Children need to understand cancer
A small number of children will be diagnosed with the disease before adulthood. A larger number are trying to cope with close family being diagnosed. Even more again are worried about their Auntie Megan, or Kylie Minogue, or Mr Roberts, the piano teacher, or their best friend Rhys, because his mother's just died.
Rest assured that most of them will have heard about cancer and started to form ideas, even fears about it. Teachers already give lessons on the emotional roller-coaster of life. They are in the habit of straight talking when it comes to puberty, reproduction and sexual health, yet cancer is not recognised by the national curriculum and remains swept under the carpet.
If education is a preparation for life, we ought to be saying something about a serious illness that one in three of us will get. Young people have told us, at Macmillan Cancer Support, that they want to know more so they can try to protect themselves from it and support people who do have it.
A recent Cancerbackup survey reveals this is a big issue for UK teenagers: 70 per cent know someone who has, or has had, cancer; 74 per cent say they would not know what to say to a friend with cancer; and 50 per cent say they would avoid talking to them about it.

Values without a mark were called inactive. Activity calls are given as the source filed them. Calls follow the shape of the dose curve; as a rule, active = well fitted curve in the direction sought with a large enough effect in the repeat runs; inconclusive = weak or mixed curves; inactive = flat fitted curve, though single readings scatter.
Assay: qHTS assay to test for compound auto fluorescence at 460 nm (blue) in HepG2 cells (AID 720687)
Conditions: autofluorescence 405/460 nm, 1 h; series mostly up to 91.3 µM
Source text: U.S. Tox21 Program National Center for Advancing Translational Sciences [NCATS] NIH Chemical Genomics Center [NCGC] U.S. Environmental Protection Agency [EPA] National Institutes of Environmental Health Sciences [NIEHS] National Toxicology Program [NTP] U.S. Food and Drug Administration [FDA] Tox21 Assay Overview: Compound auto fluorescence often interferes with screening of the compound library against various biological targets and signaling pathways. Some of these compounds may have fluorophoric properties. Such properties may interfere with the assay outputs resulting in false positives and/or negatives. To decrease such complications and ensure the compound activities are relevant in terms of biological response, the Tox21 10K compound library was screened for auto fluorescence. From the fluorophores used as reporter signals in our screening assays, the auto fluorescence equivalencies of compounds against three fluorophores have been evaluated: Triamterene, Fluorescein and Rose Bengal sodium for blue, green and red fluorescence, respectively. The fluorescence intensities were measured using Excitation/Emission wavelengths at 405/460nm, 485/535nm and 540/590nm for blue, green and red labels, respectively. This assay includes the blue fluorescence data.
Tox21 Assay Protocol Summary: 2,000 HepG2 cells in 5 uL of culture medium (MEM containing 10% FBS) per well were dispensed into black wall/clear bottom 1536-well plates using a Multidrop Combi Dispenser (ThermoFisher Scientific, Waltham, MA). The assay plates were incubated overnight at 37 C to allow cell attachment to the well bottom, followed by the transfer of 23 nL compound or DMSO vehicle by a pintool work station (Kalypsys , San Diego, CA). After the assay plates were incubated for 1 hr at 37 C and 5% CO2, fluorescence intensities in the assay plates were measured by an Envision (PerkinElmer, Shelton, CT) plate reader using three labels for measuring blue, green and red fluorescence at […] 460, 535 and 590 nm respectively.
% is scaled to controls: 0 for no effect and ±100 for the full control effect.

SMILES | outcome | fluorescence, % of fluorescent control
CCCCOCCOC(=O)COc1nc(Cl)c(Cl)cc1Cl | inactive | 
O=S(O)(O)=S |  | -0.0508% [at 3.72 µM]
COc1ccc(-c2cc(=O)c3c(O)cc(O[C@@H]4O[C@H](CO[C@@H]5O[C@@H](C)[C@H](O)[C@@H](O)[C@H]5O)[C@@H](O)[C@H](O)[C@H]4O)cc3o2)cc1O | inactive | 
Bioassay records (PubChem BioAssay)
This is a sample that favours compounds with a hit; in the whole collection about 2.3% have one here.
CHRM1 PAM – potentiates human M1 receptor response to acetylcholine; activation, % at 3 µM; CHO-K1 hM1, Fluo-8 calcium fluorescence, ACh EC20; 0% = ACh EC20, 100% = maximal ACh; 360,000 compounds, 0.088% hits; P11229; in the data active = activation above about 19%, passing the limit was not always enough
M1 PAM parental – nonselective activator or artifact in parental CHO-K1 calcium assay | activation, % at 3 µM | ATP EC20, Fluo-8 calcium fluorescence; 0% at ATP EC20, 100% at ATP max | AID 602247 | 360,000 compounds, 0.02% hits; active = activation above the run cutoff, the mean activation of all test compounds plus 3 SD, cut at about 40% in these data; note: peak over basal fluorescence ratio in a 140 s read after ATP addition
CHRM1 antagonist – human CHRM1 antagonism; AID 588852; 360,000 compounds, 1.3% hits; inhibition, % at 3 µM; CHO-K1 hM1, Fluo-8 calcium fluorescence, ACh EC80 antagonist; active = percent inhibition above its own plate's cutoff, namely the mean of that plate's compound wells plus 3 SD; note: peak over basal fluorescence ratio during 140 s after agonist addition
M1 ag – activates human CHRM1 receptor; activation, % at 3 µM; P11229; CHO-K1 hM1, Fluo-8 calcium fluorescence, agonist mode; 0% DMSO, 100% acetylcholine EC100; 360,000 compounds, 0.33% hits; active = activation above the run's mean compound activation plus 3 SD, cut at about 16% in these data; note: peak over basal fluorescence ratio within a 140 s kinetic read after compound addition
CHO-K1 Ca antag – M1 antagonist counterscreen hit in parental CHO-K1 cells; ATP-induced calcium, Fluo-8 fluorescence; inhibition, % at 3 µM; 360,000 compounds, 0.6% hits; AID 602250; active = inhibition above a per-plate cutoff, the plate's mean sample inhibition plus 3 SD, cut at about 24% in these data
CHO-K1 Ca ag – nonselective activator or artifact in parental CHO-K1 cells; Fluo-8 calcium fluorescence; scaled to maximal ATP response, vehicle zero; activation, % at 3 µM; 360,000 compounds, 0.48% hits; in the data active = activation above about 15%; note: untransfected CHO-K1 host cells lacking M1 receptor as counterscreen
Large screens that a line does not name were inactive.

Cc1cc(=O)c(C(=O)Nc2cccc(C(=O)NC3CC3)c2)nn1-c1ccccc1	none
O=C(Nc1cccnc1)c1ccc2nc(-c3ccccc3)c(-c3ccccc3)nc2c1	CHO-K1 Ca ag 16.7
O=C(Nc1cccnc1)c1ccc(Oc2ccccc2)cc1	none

More worryingly, a third think that cancer can be caused by knocks and bumps, while more than one in 10 thinks it is "catching".
Last week, a number of schools in Wales took part in Macmillan's Cancertalk Week. Aimed at pupils aged seven to 16, schools were encouraged to hold lessons or special assemblies on cancer to increase pupils' awareness, aid discussion and dispel some of the myths and unnecessary fears that surround it.
Other schools opted to do last week's fundraiser, The Big Hush (a sponsored silence), and also a writing competition. All of these activities fit in nicely with the curriculum for PSE.
Teachers can access Cancertalk Week's resources on a website which has all the resources for giving talks on the subject.
The free teaching pack for schools, much of which is bilingual, includes a booklet offering information and practical advice for teachers and youth group leaders, activity sheets, teachers' notes and a DVD. Last summer, Macmillan also launched its new YouthLine - a free cancer helpline for 12 to 21-year-olds that also provides help for adults wanting to support affected children or young people.
Bringing cancer out of the shadows and into the classroom, within the context of a responsible and carefully planned discussion, will be rewarding for all concerned.
* www.macmillan.org.ukcancertalk Macmillan YouthLine: 0808 808 0800 (9am-10pm, Monday-Friday) email@example.com
Carys Thomas is Macmillan Cancer Support's communications manager in Wales